What Is Work?

Work is the action of transferring energy to or from an object through the application of a force. It is the same unit as energy in the SI system, which is expressed as a joule (J).

A scalar quantity, work has no direction or magnitude and is equal to the product of the force and distance over which it is applied. It can also be expressed in non-SI units such as the newton-metre, erg and foot-pound, which are often used as measurement units for heat.

The simplest way to think about work is to imagine a block of mass moving along a fixed path with a force that acts in the same direction as the displacement. The force F is always constant, but the direction of displacement d changes from one moment to the next. This effect is called the affective component of force along the displacement direction and is what causes the block to move in the given direction.

When a force and the displacement of an object are in the same direction, it is said to be positive work. The motion of a ball falling towards the earth with its displacement being in the same direction as the force due to gravity is an example of this type of work. When the force and displacement are in opposite directions, it is called negative work.

Another example of work is the work done by a centripetal force that acts on a ball in uniform circular motion sideways, constraining it to circular motion. The force on the ball does zero work because it is perpendicular to its velocity, whereas the force on the string exerted inwards by the ball in uniform circular motion sideways does some work.

Some people have a hard time identifying when they are working. For many, it feels like they are just putting in the same old hours and doing the same old things day after day without ever really achieving anything of real value. This can be a problem for both people and organizations.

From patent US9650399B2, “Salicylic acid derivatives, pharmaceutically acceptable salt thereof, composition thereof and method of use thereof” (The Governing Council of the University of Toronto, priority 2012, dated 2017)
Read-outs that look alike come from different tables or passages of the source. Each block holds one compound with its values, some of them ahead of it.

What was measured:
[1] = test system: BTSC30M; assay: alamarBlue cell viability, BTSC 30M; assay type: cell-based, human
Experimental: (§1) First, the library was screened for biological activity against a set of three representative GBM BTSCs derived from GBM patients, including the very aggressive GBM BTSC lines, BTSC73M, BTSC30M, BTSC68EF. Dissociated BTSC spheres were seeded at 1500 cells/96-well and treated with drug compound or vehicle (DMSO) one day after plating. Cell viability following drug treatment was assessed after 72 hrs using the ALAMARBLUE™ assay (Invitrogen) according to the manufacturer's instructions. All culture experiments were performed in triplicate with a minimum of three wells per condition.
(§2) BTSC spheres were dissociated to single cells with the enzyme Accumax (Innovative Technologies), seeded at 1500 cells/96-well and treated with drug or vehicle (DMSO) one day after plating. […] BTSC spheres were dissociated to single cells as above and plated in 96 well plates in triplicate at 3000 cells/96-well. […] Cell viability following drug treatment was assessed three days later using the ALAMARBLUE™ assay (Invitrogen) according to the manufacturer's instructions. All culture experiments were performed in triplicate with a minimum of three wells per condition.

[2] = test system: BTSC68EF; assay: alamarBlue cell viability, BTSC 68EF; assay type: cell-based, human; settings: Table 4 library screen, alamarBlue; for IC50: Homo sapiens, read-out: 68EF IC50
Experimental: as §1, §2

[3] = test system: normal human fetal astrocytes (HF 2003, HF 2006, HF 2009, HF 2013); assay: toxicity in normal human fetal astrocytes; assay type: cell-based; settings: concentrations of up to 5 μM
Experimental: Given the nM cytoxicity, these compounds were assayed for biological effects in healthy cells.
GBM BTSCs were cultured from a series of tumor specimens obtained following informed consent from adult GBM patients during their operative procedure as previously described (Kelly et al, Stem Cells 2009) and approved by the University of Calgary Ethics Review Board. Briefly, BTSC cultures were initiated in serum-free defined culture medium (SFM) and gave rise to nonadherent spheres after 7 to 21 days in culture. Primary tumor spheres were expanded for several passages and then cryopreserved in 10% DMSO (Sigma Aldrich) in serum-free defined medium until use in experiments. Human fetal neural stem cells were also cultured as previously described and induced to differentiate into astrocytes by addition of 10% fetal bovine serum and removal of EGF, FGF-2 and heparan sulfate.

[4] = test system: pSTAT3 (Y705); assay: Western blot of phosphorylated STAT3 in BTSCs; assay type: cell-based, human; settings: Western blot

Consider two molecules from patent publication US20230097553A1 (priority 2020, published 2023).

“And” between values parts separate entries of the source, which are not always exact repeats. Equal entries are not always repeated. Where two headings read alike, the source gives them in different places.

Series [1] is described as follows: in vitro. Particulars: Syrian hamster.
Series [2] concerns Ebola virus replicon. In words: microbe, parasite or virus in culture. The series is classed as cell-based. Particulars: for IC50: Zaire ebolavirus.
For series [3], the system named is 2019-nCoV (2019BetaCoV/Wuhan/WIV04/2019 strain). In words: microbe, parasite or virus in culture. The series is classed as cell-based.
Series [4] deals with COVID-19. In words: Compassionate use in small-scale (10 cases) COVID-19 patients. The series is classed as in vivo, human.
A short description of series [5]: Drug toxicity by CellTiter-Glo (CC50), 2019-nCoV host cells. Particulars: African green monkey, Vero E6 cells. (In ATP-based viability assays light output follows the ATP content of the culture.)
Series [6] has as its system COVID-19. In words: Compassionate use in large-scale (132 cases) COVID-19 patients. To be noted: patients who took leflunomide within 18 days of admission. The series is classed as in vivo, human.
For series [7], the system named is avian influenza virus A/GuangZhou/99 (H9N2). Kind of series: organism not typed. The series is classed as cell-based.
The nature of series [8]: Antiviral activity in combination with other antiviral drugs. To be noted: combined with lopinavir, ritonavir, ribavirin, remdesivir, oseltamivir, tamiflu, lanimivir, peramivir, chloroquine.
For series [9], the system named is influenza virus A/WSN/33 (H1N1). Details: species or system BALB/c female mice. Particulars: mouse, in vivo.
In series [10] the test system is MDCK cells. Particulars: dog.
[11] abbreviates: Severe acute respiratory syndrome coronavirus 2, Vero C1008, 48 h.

The future of work should be about shifting all workers’ attention, time, and effort from routine, tightly defined tasks to identifying and addressing unseen problems and opportunities. It should not be about simply automating away workers or augmenting them with technology, nor about changing the composition of the workforce or reskilling or leveling up employees to work elsewhere.

What’s more, it should be about imagining solutions that don’t yet exist for needs that haven’t even emerged. This is a much greater percentage of a worker’s workload than routine, tightly defined tasks.

It should be about engaging and empowering everyone to be an active creator of more meaning, value, and satisfaction by finding ways to unleash their imaginations to identify and address unseen challenges and opportunities.

Redefining Work is About Engaging People

A key element of redefining work is to shift all workersâ€™ time, effort, and attention from routine, tightly defined tasks to identifying, solving, and addressing unseen problems and opportunities. This is a much greater percentage of every worker’s workload than routine, tightly defined work, and it should be an evolving and expanding portion of all workers’ time and effort.